RiYL: Wild Nothing, Warpaint, Mr. Twin Sister, Grizzly Bear
RT: “Rough Song”, “All Your Yeahs”, “Majorette”
If you are looking for yet another album with tracks that make you feel like you are floating on a cloud without a care in the world, then the Baltimore native band Beach House has yet another album that can satisfy that thirst. If floating on a cloud was not exactly the thing you were looking for, the mixture of dream pop and indie rock are a formula for music that you can chill out too when in need of relaxation or use as peaceful background noise if you want to study. In their most recent album, Thank Your Lucky Stars, this is exactly what Beach House has created.
Thank Your Lucky Stars is the bands sixth album and it is consistent with the tone of their past 5, with soft ambient tones and the chiming of the strings to a rhythm that isn’t too fast, but also not going to put you to sleep. Even though this album comes only a few months after their last, Depression Cherry, it is clear that this album was not rushed out because the quality of the tracks are not lacking. Many of the tracks contrast joyful moods and energetic tones with more mellow echoes and reverb. The guitar parts are not too strong and provide a varying feeling of strong and weak from song to song. It is almost as if the album was not aiming for one set mood set but instead brings an arrangement of different tones that in the end all come together to bring the listener to peace.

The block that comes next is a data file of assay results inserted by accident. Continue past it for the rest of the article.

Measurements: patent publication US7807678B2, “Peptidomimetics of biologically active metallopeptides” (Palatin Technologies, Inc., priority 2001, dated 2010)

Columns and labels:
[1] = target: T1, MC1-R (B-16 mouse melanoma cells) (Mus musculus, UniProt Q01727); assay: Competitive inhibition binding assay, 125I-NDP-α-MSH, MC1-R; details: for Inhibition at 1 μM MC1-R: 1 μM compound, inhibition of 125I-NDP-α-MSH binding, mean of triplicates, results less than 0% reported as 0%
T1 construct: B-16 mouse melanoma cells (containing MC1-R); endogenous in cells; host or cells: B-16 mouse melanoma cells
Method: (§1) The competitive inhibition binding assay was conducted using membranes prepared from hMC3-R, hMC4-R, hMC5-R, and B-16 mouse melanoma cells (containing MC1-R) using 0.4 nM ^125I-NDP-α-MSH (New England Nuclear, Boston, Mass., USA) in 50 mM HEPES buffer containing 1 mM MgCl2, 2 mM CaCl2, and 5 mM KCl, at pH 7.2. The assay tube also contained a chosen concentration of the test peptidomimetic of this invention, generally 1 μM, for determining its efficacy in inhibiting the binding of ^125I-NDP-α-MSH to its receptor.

Songs like “Common Girl“ use synth like distortion and repetitive riffs to create a sort of trance that overshadow the soft vocals in the background. On the other hand “Elegy to the Void” also incorporates the same use of repetitive guitar riffs and reverb without drowning out the vocals. Most of the tracks have romantic undertones in the vocals through the lyrics and non-verbal hums.
Thank Your Lucky Stars is without a doubt in tune with the overall tone of Beach House as a band, but the fact that it comes so soon after Depression Cherry makes it sort of disappointing in a way even though it is objectively a good album. One would hope for or even expect more of a change in tone between albums, but it feels that the songs from Depression Cherry, and Thank Your Lucky Stars should have been on the same album but were released separately because of the possibility of bloating an album with too many tracks. This could explain the short gap between releases. None the less, if you enjoy the relaxing dream inducing tones of dream pop and indie rock that Beach House is known for then Thank Your Lucky Stars is an album that is sure to satisfy your hunger for more moody, understated indie rock. And really, what more can we ask for than some beautiful Beach House music?